Tag Archives: 2: Unfavorable

China News | Black

People of African descent in Guangzhou face heightened discrimination amid COVID crisis

  • Afro-descendant residents of Guangzhou, home to one of the largest Black populations in China, have reportedly been evicted and rendered homeless, had businesses targeted, been profiled by police, and subject to other discriminatory responses to the COVID-19 pandemic.
  • As the country has reported an overall decline in COVID-19 transmission, anti-Black discrimination has been tied to increased fears about the reintroduction of the virus from foreigners driven by misinformation.
  • The situation has ignited a diplomatic firestorm, with African political leaders expressing outrage on social media and the U.S. Consulate General cautioning Black Americans against travel to Guangzhou.

Read

Africans in Guangzhou are on edge, after many are left homeless amid rising xenophobia as China fights a second wave of coronavirus” (CNN | April 2020)

How foreigners, especially black people, became unwelcome in parts of China amid COVID crisis” (ABC News | April 2020)

China fails to stop racism against Africans over Covid-19” (The Guardian | April 2020)

China NEWS | Uyghurs

Uyghur graveyards demolished in China

  • Recent investigations have uncovered more than 100 burial grounds that have been destroyed by the Chinese government.
  • The Chinese government claimed that the graves had been “relocated” due to urban development demands, but other official justifications included “standardization” and the government’s desire to “promote cultural and ideological progress.”
  • Cemeteries occupy a significant role in Uyghur cultural life, serving as both resting places and social spaces, and their demolition coupled with the destruction of Uyghur coffins, shrines, and mosques has further substantiated ongoing cultural genocide in Xinjiang.

Read

More than 100 Uyghur graveyards demolished by Chinese authorities, satellite images show” (CNN | January 2020)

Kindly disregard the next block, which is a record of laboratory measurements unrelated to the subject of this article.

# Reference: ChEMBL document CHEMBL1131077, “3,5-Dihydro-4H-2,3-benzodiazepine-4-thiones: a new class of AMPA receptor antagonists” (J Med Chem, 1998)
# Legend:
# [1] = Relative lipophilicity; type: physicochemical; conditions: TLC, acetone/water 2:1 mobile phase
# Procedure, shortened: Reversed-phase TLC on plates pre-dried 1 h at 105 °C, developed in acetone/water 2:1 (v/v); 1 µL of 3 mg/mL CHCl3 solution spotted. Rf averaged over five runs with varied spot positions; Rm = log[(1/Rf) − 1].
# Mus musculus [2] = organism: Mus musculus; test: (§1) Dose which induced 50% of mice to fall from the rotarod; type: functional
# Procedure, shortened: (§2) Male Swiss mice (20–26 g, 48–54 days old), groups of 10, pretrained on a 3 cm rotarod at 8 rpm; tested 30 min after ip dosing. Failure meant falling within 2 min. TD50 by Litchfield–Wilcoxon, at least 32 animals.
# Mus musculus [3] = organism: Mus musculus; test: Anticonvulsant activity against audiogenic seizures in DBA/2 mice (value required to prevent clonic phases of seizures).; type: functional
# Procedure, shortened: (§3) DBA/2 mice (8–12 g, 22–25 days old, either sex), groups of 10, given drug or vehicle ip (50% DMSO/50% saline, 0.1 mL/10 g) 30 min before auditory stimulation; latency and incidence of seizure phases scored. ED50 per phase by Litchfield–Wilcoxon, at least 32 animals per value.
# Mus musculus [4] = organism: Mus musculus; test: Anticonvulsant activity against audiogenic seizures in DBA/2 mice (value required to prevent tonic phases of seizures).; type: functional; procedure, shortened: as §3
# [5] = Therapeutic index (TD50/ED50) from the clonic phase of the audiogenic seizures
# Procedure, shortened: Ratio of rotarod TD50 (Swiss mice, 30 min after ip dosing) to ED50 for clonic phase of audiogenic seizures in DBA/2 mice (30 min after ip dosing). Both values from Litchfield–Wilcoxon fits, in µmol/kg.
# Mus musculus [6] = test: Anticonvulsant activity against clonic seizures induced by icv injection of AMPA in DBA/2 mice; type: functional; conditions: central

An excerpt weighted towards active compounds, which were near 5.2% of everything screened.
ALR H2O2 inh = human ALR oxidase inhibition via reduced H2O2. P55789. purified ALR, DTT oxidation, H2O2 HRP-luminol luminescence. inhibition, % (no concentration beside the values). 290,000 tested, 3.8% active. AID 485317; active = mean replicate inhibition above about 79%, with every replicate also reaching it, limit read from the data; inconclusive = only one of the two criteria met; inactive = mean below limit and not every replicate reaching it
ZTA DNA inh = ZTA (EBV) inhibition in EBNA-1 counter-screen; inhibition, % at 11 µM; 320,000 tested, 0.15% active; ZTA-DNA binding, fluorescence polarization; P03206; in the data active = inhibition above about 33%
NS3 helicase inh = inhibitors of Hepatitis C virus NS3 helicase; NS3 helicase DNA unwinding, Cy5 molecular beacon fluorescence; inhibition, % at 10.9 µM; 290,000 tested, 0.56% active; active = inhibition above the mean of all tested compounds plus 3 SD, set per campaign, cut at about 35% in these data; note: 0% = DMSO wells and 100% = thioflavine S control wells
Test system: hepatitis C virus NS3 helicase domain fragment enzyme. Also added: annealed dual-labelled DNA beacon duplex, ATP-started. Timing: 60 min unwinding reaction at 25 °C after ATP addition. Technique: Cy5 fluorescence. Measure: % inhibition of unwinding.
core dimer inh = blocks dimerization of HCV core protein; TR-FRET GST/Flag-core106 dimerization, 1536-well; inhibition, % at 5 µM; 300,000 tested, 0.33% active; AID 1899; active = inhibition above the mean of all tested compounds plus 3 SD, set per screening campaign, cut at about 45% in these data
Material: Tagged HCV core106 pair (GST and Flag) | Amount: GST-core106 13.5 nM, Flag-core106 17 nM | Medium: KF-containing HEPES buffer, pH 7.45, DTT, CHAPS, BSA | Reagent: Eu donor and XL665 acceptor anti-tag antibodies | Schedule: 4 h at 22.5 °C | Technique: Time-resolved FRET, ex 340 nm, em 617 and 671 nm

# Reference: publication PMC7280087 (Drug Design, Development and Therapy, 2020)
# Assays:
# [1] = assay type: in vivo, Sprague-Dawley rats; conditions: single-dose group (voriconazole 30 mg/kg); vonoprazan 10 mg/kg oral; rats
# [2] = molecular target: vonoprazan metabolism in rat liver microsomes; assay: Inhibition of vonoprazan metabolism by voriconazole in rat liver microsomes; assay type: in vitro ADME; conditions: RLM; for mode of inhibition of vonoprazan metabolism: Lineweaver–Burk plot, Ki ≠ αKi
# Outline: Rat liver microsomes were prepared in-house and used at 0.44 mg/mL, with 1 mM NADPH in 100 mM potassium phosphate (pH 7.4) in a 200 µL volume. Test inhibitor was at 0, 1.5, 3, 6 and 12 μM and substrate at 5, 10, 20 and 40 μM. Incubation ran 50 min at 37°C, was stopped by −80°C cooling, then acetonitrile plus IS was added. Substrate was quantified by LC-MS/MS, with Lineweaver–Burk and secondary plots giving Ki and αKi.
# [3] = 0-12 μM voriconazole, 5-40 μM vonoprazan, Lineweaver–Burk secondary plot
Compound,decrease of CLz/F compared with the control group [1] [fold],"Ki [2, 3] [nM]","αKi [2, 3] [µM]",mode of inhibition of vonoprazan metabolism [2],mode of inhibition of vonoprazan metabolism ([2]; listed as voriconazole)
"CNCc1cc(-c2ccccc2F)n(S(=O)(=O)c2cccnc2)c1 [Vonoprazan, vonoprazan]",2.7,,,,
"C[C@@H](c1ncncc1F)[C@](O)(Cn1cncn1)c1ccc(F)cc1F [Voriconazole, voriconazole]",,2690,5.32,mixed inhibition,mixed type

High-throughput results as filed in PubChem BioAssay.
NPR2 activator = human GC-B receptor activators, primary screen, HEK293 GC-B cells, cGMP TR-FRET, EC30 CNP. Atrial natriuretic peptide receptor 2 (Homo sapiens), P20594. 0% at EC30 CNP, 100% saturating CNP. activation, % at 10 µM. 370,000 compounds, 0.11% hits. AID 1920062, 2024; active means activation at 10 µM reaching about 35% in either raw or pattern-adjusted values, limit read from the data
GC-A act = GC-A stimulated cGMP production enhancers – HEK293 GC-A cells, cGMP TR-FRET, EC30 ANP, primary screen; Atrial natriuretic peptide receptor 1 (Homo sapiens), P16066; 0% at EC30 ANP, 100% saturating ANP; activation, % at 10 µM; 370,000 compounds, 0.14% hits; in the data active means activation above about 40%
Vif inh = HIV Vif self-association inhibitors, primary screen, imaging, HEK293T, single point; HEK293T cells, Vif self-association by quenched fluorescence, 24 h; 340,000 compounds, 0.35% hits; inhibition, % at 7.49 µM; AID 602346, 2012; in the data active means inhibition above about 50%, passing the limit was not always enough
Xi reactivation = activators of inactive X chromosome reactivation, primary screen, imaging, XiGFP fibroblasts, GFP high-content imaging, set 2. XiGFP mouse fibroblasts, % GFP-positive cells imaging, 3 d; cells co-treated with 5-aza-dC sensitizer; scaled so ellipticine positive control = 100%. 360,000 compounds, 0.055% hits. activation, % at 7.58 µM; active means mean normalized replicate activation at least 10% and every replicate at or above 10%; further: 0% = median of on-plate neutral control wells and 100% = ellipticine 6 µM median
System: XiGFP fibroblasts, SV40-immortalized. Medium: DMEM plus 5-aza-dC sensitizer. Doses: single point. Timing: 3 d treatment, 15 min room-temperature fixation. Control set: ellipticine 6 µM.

‘No space to mourn’: the destruction of Uygur graveyards in Xinjiang” (Agence France-Presse, via The South China Morning Post | October 2019)

China ‘building cark parks and playgrounds’ over Uighur Muslim graveyards ‘to eradicate ethnic group’s identity’” (The Independent | October 2019)

View

Then and now: China’s destruction of Uighur burial grounds” (The Guardian | October 2019)

Study

Demolishing Faith: The Destruction and Desecration of Uyghur Mosques and Shrines” (B.K. Sintash and the Uyghur Human Rights Project | October 2019)

U.S. Feature | Indigenous Asylum-Seekers

The U.S. Immigration System’s Indigenous Language Problem

The surge of asylum-seekers from Central America in the mid-2010s revealed critical language gaps in the asylum system: namely, the lack of competent Mayan-language interpreters. Language shapes each stage of the immigration process, from Border Patrol interrogations and detention to credible-fear interviews and post-approval integration. Non–Spanish-speaking indigenous children are at particular risk, with five of the six children who have died in Homeland Security custody having been indigenous and others traumatized by separation from their families in an unfamiliar language environment.

With three Guatemalan Mayan languages ranking among the top 25 languages used in immigration courts last year, the demand for interpreters exceeds supply, with the U.S. government relying on an uneven landscape of third-party companies and non-profit volunteers. The New Yorker highlights how skill deficiencies, U.S. President Trump’s “zero tolerance” immigration policy, and a strained asylum system have combined to produce unique vulnerabilities for indigenous asylum-seekers.

“The indigenous population was likely the least able to understand their rights, and may therefore have been more susceptible to losing their children and waiving away their own asylum rights.” 

Read

A Translation Crisis at the Border” (The New Yorker | December 2019)

Previous Coverage

Anyone Speak K’iche’ or Mam? Immigration Courts Overwhelmed by Indigenous Languages” (The New York Times | March 2019)

Indigenous immigrants face unique challenges at the border” (High Country News | June 2018)

Ancient Mayan languages are creating problems for today’s immigration courts” (Los Angeles Times | August 2016)